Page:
All the YARA-based detection should still apply and be effective against .one files. If OneNote files were part of some allow-list, it would be recommended to remove it. A simple test consists in embedding a known-malicious payload, such as Mimikatz, and applying the yara rule against the .one file:

PS C:\Users\developer\Desktop> .\Tools\yara64.exe -s ..\Downloads\mimi.yar '.\Purple Team OneNote'

mimikatz .\Purple Team OneNote

0x1bb40c:$exe_x64_1: 33 FF 41 89 37 4C 8B F3 45 85 C0 74

0x1bb41c:$exe_x64_1: 33 FF 45 89 37 48 8B F3 45 85 C9 74

0x1bb42c:$exe_x64_1: 33 FF 41 89 37 4C 8B F3 45 85 C9 74

0x1bb3cc:$exe_x64_2: 4C 8B DF 49 C1 E3 04 48 8B CB 4C 03 D8

Despite not realistic, this shows that the attachments within OneNote files have no built-in compression or obfuscation.

Sequential Containerisation

As it became obvious from most of the recent initial-access campaigns spotted in the wild, attackers tend to pack their malware in multiple containers, such as ZIP files or ISOs. Now that OneNote files are gaining traction, it is expected to see TAs packaging .one within other containers or vice-versa, creating endless – and sometime useless – chains that someone will eventually end up posting on Twitter.

OneNote Packages (.onepkg)

OneNote offers the ability to export an entire notebook in a packaged file with the extension of .onepkg. The figure below shows the export of an entire notebook in the .onepkg format:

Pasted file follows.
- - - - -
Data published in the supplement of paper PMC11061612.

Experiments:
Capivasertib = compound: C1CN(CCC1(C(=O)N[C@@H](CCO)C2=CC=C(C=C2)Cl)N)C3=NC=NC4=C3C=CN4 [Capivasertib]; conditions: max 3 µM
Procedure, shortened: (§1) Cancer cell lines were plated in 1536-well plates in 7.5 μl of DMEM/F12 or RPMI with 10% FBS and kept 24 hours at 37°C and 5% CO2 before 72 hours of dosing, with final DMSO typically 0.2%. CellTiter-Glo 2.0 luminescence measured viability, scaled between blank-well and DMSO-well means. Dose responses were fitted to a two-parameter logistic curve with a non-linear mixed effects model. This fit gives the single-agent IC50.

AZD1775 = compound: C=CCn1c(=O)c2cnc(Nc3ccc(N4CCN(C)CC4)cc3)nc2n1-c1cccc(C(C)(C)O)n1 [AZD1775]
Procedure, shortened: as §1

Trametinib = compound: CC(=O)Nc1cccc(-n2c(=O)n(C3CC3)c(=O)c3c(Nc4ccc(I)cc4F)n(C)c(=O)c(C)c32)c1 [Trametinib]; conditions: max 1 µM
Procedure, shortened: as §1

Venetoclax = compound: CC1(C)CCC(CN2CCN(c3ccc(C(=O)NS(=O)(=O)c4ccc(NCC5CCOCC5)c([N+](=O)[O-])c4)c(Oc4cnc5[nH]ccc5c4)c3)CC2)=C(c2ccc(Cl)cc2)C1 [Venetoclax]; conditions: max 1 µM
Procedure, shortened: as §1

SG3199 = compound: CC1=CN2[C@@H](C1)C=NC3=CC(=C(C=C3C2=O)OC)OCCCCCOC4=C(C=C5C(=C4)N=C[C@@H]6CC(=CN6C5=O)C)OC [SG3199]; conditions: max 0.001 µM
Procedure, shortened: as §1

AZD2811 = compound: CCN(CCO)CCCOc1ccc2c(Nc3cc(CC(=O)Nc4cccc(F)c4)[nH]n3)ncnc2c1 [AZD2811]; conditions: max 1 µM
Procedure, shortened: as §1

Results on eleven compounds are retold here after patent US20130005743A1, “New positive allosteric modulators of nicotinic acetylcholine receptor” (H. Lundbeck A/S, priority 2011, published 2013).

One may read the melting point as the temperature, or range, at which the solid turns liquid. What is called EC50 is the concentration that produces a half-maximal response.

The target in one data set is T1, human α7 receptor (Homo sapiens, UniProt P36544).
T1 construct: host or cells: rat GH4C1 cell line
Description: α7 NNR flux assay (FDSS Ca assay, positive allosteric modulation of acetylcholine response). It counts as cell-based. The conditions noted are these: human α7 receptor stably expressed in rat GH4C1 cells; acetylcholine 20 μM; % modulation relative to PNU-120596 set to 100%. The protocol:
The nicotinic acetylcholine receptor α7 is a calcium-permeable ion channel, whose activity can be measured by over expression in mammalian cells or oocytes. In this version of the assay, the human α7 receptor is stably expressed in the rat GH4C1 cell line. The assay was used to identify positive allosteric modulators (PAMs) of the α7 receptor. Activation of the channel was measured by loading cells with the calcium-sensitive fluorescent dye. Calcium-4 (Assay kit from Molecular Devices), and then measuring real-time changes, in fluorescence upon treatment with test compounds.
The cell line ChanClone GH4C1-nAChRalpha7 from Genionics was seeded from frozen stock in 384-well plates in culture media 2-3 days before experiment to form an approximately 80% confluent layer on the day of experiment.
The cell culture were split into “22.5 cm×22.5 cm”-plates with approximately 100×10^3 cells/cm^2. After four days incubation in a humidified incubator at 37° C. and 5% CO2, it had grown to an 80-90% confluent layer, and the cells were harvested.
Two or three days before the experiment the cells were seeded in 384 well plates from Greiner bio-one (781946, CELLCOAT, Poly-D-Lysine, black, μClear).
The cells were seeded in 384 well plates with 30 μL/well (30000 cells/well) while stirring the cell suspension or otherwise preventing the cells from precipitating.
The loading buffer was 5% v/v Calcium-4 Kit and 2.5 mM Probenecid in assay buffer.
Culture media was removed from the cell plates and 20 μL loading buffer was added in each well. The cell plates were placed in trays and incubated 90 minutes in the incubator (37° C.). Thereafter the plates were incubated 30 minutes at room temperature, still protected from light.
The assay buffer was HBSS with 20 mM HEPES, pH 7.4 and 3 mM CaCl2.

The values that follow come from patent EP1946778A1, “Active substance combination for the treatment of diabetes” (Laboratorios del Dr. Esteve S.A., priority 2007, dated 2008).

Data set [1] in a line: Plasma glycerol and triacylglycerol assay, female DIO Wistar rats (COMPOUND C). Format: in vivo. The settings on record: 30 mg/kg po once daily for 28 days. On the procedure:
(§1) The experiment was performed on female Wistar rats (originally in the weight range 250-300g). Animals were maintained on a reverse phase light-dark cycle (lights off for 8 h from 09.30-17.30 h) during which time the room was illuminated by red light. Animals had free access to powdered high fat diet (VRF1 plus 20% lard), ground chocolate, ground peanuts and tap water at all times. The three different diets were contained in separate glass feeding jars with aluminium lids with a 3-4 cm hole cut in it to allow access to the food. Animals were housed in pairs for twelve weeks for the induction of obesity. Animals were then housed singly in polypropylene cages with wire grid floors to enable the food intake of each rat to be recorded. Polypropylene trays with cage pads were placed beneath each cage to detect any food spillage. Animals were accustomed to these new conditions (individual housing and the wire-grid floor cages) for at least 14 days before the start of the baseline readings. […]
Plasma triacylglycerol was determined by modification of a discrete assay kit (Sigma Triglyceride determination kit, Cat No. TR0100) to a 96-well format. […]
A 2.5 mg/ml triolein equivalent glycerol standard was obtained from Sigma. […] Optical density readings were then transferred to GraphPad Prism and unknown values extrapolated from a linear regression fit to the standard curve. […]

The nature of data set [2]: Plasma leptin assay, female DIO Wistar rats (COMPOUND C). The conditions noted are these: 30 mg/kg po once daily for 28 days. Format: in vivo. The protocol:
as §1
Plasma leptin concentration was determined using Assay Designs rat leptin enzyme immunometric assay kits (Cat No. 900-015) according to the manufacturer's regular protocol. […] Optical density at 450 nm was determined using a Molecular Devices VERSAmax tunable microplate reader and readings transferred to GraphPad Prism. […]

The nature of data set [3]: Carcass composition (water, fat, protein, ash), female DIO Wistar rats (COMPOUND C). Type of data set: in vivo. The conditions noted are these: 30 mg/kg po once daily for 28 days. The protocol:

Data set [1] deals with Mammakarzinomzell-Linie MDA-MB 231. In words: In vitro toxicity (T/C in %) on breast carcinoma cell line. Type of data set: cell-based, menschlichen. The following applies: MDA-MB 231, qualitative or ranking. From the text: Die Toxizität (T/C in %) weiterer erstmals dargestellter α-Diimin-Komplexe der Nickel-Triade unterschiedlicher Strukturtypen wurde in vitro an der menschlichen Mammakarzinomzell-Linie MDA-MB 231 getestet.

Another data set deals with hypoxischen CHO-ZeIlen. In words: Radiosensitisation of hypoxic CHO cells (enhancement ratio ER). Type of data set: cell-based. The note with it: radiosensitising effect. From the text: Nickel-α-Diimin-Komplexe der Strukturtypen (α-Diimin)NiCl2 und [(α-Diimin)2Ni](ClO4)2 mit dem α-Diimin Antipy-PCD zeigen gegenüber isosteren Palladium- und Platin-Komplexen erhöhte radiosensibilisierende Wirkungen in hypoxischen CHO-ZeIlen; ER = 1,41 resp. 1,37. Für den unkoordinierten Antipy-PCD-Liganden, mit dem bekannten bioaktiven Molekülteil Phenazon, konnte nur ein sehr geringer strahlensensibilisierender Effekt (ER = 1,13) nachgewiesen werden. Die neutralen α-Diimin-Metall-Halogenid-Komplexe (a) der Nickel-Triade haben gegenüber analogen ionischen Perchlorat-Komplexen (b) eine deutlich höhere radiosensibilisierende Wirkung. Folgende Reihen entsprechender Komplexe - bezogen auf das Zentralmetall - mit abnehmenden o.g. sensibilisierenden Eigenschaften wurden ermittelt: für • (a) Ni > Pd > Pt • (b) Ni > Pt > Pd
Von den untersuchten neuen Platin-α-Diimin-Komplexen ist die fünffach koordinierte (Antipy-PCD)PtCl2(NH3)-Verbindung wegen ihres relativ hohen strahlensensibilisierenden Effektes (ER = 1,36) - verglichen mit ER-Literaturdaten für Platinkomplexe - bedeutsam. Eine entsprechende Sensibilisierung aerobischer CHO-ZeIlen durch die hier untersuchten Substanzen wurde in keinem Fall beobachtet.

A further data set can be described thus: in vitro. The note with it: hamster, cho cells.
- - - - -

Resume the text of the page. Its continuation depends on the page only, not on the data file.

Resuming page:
When the file is double-clicked, the user will be presented a file browser windows to decide where to store the packaged .one files. Once the file is saved, OneNote will open it automatically and display its content.

From an attacker’s point of view, despite .onepkg files are not extremely common to see being shared, they could potentially evade some static scanning detections. This is due to the fact that the embedded .one files are not simply appended similarly to what we saw before, but packaged in CAB file.

If we inspect the header of the .onepkg, we can see that the magic bytes “MSCF” correspond to a CAB file:


If we extract its content with the “expand” utility:

expand "Open Sections.onepkg" one

Microsoft (R) File Expansion Utility

Copyright (c) Microsoft Corporation. All rights reserved.

Adding one\open sections.onepkg to Extraction Queue

Expanding Files ....

Expanding Files Complete ...

We can then see that another onepkg file was extracted, this time displaying the entire content of its attachments as shown with the classic .one files.

From a defense perspective the previous recommendations apply, it is however recommended to block the download of .onepkg files as well.

Abuse in the Wild

As mentioned before, OneNote is being abused more frequently by threat actors. An example of campaign that leveraged the RTLO technique described in this post was analysed in great details by the researchers at SpiderLabs in their post  Trojanized OneNote Document Leads to Formbook Malware.